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513 Phil. 607


[ G.R. NO. 143372, December 13, 2005 ]




For almost a century, this Court has sought that elusive equilibrium between the law on defamation on one hand, and the constitutionally guaranteed freedoms of speech and press on the other. This case revisits that search.

On 30 September 1990, the following news item appeared in the People's Journal, a tabloid of general circulation:

Swiss Shoots Neighbors' Pets
RESIDENTS of a subdivision in Parañaque have asked the Bureau of Immigration to deport a Swiss who allegedly shoots wayward neighbors' pets that he finds in his domain.

The BF Homes residents through lawyer Atty. Efren Angara complained that the deportation of Francis Thoenen, of 10 Calcutta BF Homes Phase III, could help "prevent the recurrence of such incident in the future."

Angara explained that house owners could not control their dogs and cats when they slip out of their dwellings unnoticed.

An alleged confrontation between Thoenen and the owner of a pet he shot recently threatens to exacerbate the problem, Angara said.
Cristina Lee[1]

The subject of this article, Francis Thoenen, is a retired engineer permanently residing in this country with his Filipina wife and their children. Claiming that the report was false and defamatory, and that the petitioners acted irresponsibly in failing to verify the truth of the same prior to publication, he filed a civil case for damages against herein petitioners Philippine Journalists, Inc., Zacarias Nuguid, Jr., its publisher, and reporter Cristina Lee.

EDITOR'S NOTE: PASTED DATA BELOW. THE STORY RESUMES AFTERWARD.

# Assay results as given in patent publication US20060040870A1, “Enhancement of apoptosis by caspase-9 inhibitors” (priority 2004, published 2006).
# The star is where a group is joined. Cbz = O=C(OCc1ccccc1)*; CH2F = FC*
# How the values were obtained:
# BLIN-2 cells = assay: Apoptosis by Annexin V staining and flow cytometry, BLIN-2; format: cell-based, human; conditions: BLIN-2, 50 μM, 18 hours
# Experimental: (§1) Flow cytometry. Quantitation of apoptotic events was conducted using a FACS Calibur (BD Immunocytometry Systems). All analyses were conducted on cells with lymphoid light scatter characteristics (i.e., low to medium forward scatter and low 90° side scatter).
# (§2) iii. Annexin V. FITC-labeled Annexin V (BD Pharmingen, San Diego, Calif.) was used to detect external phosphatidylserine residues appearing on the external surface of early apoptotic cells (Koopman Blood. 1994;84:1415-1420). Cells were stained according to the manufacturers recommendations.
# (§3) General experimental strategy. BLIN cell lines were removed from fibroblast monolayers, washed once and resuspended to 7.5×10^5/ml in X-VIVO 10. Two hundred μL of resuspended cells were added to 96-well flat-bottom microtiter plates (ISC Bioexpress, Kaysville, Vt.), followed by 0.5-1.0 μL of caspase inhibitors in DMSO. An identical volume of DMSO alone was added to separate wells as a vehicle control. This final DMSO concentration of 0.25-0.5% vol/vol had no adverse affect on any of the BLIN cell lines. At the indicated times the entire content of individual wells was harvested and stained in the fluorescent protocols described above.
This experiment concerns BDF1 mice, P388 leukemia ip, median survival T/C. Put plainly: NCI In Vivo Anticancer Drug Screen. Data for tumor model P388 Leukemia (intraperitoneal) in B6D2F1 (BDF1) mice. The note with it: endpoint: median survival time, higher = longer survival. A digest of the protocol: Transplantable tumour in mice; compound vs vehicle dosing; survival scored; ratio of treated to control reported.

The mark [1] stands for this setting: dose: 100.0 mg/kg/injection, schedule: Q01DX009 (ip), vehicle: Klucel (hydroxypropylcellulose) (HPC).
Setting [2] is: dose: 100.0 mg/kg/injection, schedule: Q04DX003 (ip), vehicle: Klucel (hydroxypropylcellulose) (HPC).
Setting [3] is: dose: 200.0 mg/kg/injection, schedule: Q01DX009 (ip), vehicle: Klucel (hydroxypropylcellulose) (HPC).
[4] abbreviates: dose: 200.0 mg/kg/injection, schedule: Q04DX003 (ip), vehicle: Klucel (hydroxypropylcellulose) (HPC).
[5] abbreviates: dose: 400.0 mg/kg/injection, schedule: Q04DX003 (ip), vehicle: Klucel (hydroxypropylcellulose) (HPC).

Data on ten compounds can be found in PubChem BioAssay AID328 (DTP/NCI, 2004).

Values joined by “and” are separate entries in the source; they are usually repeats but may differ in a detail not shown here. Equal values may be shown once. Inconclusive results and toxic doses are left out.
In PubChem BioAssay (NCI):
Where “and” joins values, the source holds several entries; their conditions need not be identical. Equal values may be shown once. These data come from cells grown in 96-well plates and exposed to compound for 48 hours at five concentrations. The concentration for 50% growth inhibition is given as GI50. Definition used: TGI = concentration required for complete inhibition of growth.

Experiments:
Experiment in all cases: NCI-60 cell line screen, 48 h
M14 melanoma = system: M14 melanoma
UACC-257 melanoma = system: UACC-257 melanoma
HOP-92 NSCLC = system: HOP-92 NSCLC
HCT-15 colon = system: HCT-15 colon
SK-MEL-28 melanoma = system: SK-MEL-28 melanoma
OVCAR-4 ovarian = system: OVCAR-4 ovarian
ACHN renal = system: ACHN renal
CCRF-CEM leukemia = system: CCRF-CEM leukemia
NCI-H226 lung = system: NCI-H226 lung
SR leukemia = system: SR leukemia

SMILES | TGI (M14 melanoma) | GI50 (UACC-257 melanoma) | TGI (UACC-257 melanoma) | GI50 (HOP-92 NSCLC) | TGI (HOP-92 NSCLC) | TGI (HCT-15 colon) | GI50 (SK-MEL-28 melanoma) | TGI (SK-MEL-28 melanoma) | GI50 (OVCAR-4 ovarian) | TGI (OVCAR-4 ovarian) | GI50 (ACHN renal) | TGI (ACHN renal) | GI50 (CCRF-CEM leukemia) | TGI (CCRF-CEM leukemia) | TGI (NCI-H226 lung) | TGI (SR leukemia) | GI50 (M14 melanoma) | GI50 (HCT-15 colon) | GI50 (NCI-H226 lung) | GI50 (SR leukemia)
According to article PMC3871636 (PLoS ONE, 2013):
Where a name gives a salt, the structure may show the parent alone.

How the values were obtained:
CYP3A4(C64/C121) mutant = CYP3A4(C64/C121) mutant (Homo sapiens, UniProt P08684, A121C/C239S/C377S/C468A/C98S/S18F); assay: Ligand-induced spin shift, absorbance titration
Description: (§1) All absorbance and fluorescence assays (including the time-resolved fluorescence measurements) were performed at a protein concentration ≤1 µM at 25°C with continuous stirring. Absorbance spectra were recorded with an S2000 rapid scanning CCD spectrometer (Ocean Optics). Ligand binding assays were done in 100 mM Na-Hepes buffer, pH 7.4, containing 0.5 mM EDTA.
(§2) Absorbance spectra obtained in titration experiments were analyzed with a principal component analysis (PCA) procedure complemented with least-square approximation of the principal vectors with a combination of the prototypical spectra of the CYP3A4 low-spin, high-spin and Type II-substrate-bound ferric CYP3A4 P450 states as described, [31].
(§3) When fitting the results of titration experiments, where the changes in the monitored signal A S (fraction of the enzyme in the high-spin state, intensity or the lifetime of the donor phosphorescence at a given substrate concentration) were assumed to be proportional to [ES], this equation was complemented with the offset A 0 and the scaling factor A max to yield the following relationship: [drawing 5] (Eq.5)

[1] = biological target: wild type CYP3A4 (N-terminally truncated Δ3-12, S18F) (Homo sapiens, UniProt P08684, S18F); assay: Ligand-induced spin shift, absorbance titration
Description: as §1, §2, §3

Thoenen claimed that the article destroyed the respect and admiration he enjoyed in the community, and that since it had been published, he and his wife received several queries and angry calls from friends, neighbors and relatives. For the impairment of his reputation and standing in the community, and his mental anguish, Thoenen sought P200,000.00 in moral damages, P100,000.00 in exemplary damages, and P50,000.00 in attorney's fees.

The petitioners admitted publication of the news item, ostensibly out of a "social and moral duty to inform the public on matters of general interest, promote the public good and protect the moral public (sic) of the people," and that the story was published in good faith and without malice.[2]